Professional Researchers Tracing YOUR Genealogy
Trapani (Trapani Province) is a coastal town on the northwest coast of Sicily, on the plain sloping down from Monte Erice (San Giuliano), alt. 3 m, area 271.9 sq km. It has a population of over 69,600, post-code 91100, tel. 0923. Economy: agriculture (citrus fruit, cereals, almonds, apples, vegetables); industries (food preservation, wine, marble, salt); tourism.
The city developed around a Sican village, later called by the Greeks Drepanon (sickle) possibly because of the shape of the gulf. In the 8th century BC it became a Phoenician port of call and, in the first Punic War, a Carthaginian strategic base. Later, under the Romans, it was a minor trade and maritime center. In 440 AD, it was invaded by the Vandals, in 477 it fell to the Byzantines, and in about 830 it was taken by the Muslims, who made it one of the richest and most prosperous cities in Sicily, developing its maritime activities and its gold and coral handicraft. The process of Islamization is still evident in place names and certain local traditions and customs. It continued to prosper under the Normans, who conquered it in 1077. In 1282 it took part in the uprising against the Angevins (the War of the Sicilian Vespers). Between the 13th and 15th centuries, its size was extended. It started to decline in the late 16th century. In the following century, Charles V fortified the town walls and trade again prospered. Many new salt-pans were created, some of which are still active today. However, this did not stop the general decline of the economy. It became a provincial capital in 1817. It was actively involved in uprisings against the Bourbons and in 1860, even before the arrival of Garibaldi and his army, forced them to feee the city. It was extensively bombed during WW II and large parts of it today are quite new.
Of interest is the Museo Pepoli and the Palazzo d'Ali (20th century) which houses the town hall. Also the Palazzo Adragna-Riccio, Palazzo Cavarretta (18th century), Torre di Ligny (1671), Museo della Preistoria e Protostoria, Torre della Colombaia, Lazzaretto, and Palazzo della Giudecca (16th century).
The former Chiesa di San Giacomo (18th century) now houses the Biblioteca Fardelliana (founded in 1830). There is also the Museo del Sale and nature reserve.
The Provincial Archives (Archivio di Stato) has a web site at http://www.archivi.beniculturali.it/ASTP. They are located at:
Archivio di Stato
Via Liberta' 31
Via Eraclea 29
91100 Trapani, TP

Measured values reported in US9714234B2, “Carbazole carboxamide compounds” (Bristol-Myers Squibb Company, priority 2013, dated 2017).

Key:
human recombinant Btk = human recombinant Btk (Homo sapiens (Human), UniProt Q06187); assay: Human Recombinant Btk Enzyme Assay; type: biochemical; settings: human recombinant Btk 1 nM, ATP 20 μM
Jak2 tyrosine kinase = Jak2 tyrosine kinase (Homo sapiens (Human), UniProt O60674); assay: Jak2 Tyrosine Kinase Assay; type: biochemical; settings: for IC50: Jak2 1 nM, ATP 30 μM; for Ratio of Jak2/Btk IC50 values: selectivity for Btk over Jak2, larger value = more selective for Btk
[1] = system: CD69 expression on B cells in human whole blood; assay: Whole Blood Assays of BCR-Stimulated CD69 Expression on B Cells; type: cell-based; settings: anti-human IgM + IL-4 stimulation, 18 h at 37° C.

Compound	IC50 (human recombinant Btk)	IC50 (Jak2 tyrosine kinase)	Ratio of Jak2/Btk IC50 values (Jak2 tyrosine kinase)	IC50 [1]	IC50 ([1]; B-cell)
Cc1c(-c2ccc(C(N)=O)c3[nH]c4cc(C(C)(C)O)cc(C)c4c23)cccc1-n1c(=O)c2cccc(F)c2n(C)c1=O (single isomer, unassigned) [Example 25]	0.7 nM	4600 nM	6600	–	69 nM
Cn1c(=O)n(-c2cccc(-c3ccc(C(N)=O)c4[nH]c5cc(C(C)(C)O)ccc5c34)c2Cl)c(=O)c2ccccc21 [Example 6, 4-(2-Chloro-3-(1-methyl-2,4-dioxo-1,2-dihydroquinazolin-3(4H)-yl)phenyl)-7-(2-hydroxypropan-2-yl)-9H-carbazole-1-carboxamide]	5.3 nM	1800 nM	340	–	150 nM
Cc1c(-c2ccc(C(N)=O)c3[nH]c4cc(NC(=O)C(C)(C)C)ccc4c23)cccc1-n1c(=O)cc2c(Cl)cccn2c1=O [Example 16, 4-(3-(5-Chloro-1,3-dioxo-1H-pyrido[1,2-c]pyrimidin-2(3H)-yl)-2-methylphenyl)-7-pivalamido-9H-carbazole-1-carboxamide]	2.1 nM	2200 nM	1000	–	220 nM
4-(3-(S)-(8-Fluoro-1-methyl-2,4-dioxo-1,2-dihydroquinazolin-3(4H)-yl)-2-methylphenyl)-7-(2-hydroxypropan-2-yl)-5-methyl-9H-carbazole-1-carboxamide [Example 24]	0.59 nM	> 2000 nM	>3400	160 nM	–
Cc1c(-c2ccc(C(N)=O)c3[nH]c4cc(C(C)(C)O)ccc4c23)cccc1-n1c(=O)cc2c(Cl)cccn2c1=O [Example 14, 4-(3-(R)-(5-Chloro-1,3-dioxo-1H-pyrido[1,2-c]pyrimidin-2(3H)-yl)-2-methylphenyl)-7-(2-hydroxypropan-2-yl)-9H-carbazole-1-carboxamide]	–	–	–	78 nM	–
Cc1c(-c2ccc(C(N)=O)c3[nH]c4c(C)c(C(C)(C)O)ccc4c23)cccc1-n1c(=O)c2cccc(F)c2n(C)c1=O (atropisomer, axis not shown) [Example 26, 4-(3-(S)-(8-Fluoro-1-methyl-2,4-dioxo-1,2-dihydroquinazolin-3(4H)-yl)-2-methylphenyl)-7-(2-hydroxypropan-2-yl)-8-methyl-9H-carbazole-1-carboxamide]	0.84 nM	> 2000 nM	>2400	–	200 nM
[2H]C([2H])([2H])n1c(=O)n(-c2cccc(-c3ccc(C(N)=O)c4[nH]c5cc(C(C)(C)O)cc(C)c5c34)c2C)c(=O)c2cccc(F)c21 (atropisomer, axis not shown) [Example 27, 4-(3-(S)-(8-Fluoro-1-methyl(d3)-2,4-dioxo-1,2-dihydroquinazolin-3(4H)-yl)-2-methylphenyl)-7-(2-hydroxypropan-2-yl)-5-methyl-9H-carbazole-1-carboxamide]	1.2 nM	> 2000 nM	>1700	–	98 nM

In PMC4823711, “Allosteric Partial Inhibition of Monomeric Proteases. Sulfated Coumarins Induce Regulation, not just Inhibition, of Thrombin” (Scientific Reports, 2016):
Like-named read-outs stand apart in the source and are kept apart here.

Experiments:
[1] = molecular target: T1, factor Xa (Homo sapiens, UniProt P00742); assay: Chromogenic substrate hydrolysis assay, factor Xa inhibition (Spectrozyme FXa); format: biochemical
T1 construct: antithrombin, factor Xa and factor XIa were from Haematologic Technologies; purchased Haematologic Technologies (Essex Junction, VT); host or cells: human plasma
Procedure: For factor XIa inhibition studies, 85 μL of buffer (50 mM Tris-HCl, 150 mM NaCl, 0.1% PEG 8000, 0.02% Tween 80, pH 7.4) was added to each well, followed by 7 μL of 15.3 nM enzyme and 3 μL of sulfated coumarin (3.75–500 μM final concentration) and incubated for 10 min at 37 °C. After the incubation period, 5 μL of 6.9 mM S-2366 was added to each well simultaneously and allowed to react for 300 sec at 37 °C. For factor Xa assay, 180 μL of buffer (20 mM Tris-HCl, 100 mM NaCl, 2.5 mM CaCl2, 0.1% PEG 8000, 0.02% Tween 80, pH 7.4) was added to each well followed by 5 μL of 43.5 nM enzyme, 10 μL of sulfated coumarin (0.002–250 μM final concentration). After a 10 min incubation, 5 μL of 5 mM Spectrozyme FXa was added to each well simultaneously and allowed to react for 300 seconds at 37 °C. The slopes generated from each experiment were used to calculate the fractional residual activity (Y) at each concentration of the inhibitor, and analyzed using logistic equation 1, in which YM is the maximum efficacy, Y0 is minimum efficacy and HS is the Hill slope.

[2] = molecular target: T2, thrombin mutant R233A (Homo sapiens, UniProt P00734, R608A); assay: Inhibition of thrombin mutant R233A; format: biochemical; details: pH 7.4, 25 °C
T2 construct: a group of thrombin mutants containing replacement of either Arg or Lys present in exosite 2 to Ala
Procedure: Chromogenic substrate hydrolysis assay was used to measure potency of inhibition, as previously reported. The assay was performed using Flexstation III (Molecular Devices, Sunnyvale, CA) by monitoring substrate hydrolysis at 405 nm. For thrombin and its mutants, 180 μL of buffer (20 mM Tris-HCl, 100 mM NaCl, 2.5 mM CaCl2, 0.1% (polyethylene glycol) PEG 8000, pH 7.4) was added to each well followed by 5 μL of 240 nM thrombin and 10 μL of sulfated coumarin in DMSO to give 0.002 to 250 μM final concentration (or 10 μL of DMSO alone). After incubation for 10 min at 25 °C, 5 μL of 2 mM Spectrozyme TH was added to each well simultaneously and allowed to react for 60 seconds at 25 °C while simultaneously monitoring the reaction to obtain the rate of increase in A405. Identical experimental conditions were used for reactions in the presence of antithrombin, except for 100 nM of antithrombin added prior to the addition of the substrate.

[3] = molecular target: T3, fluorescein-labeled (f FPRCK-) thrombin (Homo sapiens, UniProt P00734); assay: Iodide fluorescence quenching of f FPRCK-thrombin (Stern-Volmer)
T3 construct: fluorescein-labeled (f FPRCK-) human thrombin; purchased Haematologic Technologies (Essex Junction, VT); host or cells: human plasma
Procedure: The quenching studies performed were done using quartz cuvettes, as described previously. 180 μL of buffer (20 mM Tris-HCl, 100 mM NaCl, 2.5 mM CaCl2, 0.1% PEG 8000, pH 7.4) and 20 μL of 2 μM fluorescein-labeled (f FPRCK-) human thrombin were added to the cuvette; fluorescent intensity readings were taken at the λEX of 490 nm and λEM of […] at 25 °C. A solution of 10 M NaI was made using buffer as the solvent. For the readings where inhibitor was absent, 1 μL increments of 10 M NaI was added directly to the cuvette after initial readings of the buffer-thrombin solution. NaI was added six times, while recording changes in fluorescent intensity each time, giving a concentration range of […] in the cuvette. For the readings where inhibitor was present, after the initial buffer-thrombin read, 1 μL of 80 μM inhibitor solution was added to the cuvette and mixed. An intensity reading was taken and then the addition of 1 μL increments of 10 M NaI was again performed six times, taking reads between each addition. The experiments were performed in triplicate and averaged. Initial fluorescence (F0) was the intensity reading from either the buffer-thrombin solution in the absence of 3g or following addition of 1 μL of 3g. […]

The Diocese Archives are located at:
Diocese di Trapani
Corso Vittorio Emanuaele, 42
91100 Trapani, TP
Churches (Trapani Diocese) include the following:
S. Lorenzo MartireS. Lorenzo Martire (Cathedral)
Chiesa di Santa Maria dell'Itria (historic)
Chiesa di Santa Maria del Soccorso (historic)
Chiesa di San Nicolo Mirense (historic)
Chiesa di San Domenico (14th century) (historic)
Chiesa del Collegio dei Gesuiti (18th century) (historic)
Chiesa del Purgatorio (1683) (historic)
Chiesa di San Francesco (redone in 18th century) (historic)
Chiesa di Sant'Agostino (14th century) (historic)
Chiesa di Santa Maria di Gesu (16th century) (historic)
Maria SS. Annunziata
Maria SS. Ausiliatrice
Nostra Signora di Fatima
Nostra Signora di Loreto
Nostra Signora di Lourdes
S. Cuore di Gesu'
S. Francesco D'Assisi
S. Massimiliano Kolbe
S. Teresa del Bambino Gesu'
San Lorenzo Cathedral (17th century, over a 14th century church) (historic)
Santuario dell'Annunziata (historic)
SS. Salvatore (Fontanelle Casasanta - suburb of Trapani)
S. Giuseppe (Fulgatore - suburb of Trapani)
SS. Crocifisso (Guarrato - suburb of Trapani)
Maria SS. Immacolata (Locogrande - suburb of Trapani)
Immacolata Concezione (Marausa - suburb of Trapani)
S. Paolo Apostolo (Mokarta - suburb of Trapani)
Maria SS. di Trapani (Rilievo - suburb of Trapani)
S. Giuseppe (Salina Grande - suburb of Trapani)
Gesu' Maria Giuseppe (Ummari - suburb of Trapani)
S. Lorenzo Levitta (Xitta - suburb of Trapani)
Families researched in these records include the following:
Links to other sites about Trapani include:
My latest book on CD is titled Sicily, Part 1 and Part 2 is now available on 2 CDs. With a file for each town (plus many other files), it relates the history of Sicily as reflected in the photos, records and festivals of its towns. It contains over 2500 text and photo files and can be ordered at CD order.
© Kathy Kirkpatrick 2002-2013
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